Guest poem submitted by Aseem Kaul:
(Poem #1665) The Rain
All night the sound had come back again, and again falls this quiet, persistent rain. What am I to myself that must be remembered, insisted upon so often? Is it the never the ease, even the hardness, of rain falling will have for me something other than this, something not so insistent - am I to be locked in this final uneasiness. Love, if you love me, lie next to me. Be, for me, like rain, the getting out of the tiredness, the fatuousness, the semi- lust of intentional indifference. Be wet with a decent happiness.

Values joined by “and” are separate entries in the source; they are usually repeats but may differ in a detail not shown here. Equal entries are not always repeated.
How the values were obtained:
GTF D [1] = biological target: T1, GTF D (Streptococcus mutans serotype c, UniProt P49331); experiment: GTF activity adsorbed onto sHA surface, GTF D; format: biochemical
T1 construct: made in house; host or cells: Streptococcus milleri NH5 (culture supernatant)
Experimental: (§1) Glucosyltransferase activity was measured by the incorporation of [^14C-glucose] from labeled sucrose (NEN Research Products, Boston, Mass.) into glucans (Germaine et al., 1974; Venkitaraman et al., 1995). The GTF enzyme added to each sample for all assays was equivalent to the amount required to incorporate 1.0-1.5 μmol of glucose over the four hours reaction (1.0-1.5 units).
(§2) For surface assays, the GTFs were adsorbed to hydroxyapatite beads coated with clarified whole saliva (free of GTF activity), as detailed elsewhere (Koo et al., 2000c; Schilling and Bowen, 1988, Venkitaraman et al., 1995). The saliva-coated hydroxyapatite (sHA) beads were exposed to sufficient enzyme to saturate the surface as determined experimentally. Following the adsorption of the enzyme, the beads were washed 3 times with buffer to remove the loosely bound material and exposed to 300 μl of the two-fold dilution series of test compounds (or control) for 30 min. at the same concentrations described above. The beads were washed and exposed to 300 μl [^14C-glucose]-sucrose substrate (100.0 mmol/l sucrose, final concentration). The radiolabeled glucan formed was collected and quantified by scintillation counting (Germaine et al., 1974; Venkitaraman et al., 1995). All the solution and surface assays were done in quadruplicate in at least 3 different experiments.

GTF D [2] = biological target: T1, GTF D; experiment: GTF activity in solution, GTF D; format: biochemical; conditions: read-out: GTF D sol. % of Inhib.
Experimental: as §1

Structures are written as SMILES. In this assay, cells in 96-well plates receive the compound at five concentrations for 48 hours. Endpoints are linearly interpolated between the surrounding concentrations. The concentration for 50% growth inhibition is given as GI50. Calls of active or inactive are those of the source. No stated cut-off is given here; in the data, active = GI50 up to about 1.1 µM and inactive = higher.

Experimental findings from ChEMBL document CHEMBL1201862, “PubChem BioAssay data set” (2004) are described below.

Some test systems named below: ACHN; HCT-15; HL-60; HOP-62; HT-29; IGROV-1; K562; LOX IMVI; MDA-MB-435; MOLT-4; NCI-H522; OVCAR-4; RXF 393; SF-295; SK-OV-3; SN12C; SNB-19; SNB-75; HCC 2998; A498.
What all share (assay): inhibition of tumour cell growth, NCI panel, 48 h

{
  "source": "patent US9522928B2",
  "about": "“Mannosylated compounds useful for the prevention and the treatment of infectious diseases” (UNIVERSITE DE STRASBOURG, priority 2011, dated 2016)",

Every time I sit in my room watching the rain falling against the window, letting my mind wander, this is the poem I'm most reminded of. I can't think of a poem that captures more accurately that sense of floating restlessness - the feeling that there is something deeply important to be deciphered out of the gentle patter of the rain and the sight of the little droplets trickling down the pane. How, in some way that you can't quite explain, the rain is a metaphor for your life, the secret key to an uncertain happiness. An emotion that is at once an overwhelming longing and the intuition of beauty. It's a truly exquisite poem - every line, every word sounds exactly right, yet the overall thought is fragmented, barely hinted at. There's a sense of earnest questioning here ("what am I to myself / that must be remembered / insisted upon / so often?") but also an instinctive knowledge of what happiness would feel like or how it could be brought about ("Love, if you love me / lie next to me"). Robert Creeley died last Wednesday (30th March 2005). As I think about his legacy, there's much in the write-ups that accompany his other poems on Minstrels (Poem #552, Poem #1400) that I find myself agreeing with. What will always make Creeley special to me, though, is his ability to "be, for me, like rain / the getting out // of the tiredness, the fatuousness, the semi-/ lust of intentional indifference.". His ability, in short, to "be wet / with a decent happiness." Aseem.